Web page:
When you stop and think about it, it’s pretty alarming just how ingrained bad driving habits are becoming. With the rise of texting and driving, alongside other common struggles that stem from the anonymity of driving, it can be very easy to lose your wits while behind the wheel.
Bad driving habits, though, aren’t only rude and lacking in the tenets of mindfulness and patience, but they’re obviously extremely unsafe habits. So as we grow and mature, being a mindful driver becomes key.
The average American spends approximately 17,600 minutes driving per year. That’s a lot of time behind the wheel! However, by noticing the world around you, limiting noisy distractions and changing your attitude on the road, you can spend those 17,600 minutes knowing you’re doing everything you can to be a safer and much calmer driver.
Change your listening habits
You’d be surprised how much of a distraction background noise is, particularly when it consists of a series of less-than-subtle advertisements, loud songs or negative news reports. As an experiment, try switching off the radio and sitting in silence for a bit.
More than likely, you’ll experience an almost instant increase in alertness and perhaps even in calmness. You can choose to let the silence empower you by using it to direct your thoughts to intentional, enriching subjects instead of allowing yourself to be bombarded by mixed, overwhelming messages.
If you absolutely can’t stand the silence, find a quiet and calm soundtrack for your driving time—such as a combination of podcasts on subjects that are relaxing and not too distracting. As opposed to distracting your mind with less-than-helpful noise, come prepared with some listening material that won’t distract you from the road.
Be aware of your body
You may get into the car and leave it with high levels of stress and tension, perhaps due to contemplating a wrong move you made in a meeting or rushing to your next appointment. When this happens, simply acknowledge your physical status and identify any areas where your muscles are retaining more tension than usual.
When you observe the physical manifestations of anxiety and how they’re affecting you, you can move onto changing your thoughts and emotions. This will help you calm down on the road, and then you won’t be as quick to react haphazardly to impatience and road rage.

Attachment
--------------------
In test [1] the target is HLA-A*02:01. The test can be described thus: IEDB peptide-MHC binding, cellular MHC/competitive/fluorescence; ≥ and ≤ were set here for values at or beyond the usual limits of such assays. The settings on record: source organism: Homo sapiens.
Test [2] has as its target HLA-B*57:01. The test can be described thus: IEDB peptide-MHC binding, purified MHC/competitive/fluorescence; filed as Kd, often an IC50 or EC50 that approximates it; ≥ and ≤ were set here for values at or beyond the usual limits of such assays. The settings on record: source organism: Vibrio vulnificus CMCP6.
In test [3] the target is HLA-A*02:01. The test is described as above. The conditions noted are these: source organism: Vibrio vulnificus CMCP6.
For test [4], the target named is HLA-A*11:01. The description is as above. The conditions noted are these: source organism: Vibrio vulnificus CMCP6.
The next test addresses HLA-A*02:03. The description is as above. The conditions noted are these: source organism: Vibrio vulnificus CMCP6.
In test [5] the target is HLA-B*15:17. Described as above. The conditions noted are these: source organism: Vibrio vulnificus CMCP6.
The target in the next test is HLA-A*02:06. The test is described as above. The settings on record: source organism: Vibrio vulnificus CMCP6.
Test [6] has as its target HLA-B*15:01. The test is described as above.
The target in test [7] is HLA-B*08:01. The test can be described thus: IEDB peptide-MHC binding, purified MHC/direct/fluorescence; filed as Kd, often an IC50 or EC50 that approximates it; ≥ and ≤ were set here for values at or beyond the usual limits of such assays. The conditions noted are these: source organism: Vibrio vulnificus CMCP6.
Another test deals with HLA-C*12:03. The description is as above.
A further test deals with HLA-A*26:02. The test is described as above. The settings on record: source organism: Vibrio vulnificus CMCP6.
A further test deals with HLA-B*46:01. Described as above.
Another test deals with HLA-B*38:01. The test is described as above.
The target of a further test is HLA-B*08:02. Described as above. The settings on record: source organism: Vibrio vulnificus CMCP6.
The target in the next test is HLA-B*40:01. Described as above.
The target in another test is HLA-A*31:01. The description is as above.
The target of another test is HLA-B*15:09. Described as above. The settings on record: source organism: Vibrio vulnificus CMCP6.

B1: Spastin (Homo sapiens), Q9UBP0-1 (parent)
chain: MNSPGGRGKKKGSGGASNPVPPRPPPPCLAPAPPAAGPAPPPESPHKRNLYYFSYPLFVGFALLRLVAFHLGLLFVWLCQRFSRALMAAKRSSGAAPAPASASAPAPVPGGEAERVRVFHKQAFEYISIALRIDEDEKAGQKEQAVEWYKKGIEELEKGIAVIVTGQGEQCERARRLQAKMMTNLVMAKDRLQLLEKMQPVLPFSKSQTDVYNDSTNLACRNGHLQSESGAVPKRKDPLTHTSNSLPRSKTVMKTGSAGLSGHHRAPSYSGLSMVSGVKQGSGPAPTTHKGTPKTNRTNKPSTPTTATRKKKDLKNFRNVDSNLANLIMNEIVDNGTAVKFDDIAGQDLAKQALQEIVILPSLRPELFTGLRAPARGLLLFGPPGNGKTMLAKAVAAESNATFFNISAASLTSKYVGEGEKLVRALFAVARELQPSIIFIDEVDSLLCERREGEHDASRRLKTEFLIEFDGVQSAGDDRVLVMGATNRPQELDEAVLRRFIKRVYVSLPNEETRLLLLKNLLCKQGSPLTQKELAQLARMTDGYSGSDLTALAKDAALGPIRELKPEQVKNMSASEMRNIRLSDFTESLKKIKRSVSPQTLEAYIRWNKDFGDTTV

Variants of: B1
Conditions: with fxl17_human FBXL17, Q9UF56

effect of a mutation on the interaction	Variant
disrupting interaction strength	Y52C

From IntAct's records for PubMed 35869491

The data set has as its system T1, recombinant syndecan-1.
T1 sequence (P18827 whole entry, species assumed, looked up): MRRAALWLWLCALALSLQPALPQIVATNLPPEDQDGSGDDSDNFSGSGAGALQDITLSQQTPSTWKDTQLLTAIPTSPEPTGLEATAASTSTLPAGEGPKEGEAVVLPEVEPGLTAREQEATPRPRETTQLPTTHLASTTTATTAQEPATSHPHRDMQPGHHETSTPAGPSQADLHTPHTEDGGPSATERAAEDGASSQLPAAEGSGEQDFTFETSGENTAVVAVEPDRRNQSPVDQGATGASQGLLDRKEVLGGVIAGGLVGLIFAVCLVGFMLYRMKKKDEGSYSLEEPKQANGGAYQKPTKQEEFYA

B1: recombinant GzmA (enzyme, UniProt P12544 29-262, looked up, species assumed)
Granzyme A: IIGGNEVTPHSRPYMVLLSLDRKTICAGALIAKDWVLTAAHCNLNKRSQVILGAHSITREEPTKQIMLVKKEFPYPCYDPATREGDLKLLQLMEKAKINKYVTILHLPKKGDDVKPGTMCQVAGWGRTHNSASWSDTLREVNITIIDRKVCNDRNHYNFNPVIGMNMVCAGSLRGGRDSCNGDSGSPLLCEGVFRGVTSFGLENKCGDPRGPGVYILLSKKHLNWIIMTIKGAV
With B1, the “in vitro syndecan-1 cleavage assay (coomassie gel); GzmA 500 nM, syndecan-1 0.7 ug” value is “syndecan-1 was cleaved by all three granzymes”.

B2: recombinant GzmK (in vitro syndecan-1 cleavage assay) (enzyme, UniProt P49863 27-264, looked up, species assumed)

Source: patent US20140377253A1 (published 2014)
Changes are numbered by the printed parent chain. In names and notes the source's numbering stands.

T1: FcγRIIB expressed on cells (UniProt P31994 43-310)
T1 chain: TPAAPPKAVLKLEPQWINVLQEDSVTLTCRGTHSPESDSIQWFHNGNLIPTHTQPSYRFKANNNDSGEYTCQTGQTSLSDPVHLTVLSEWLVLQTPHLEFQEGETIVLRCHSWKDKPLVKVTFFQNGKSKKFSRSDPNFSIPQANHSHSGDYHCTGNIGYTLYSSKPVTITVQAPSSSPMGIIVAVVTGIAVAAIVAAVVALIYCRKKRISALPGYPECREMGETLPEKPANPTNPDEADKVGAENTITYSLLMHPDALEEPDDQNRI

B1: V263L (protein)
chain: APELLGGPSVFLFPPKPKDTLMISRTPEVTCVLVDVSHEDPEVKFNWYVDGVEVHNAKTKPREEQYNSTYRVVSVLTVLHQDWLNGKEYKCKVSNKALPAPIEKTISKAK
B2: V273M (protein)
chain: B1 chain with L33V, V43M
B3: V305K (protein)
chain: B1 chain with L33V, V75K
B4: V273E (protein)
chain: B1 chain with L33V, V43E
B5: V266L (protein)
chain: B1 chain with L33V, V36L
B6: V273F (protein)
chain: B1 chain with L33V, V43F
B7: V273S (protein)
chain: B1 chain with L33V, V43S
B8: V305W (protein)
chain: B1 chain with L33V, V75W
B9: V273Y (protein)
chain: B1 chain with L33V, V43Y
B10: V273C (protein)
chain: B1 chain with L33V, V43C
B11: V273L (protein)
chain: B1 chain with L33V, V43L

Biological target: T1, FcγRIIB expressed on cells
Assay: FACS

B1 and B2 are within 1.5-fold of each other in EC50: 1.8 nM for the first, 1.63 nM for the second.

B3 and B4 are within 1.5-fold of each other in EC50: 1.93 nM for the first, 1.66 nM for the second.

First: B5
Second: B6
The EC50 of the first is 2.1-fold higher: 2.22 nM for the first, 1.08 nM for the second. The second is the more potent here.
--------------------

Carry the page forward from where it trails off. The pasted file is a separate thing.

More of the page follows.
Relax and slow down
Instead, try driving a little slower than the speed limit and witness the tension fade away. Try moving into a slower lane for a bit. You may at first feel antsy, but you’ll just need to slow down and notice how much more relaxed you feel. In the right lane, there’s no pressure to go fast, so you can settle down for a bit. It’s actually quite nice if you think about it in the right way!
Furthermore, why not try using red lights as a prompt to notice your breathing? This could make the practice of stopping and waiting more enjoyable. No matter how stressful or irritating the commute becomes, you can always choose to create a relaxing experience for yourself instead.
In 2013, one news station ran an experiment on how many drivers adhere to—or don’t adhere to—road signs, namely stop signs. About 75 percent of cars failed to stop entirely, which hints at an underlying issue when it comes to how we view road rules. Given that these are largely in existence for our protection and that of others, reconfiguring your approach to them could be life-saving.
Engage with the world around you in a pleasant way, repeating affirmations to drivers who are reckless or pass you by.
Beyond this mindful intention, see how you feel after offering other drivers room in front of you or waiting another minute to allow an oncoming car to pass. Recognizing that we’re all in this together will take the sting out of many situations that would otherwise cause you anger or resentment.
A final word on mindfulness
Countless stories throughout time have demonstrated the positive effects mindfulness has on people’s lives. Being more mindful truly wakes you up to every moment, allowing you to take part in the present instead of always itching for what’s coming next.
Achieving mindfulness is something we should all be striving for in our day-to-day lives, and it’s an excellent practice to apply to your driving. It might even save your life!
I hope you’ll try some of these tips out. Got any others? Leave a comment below!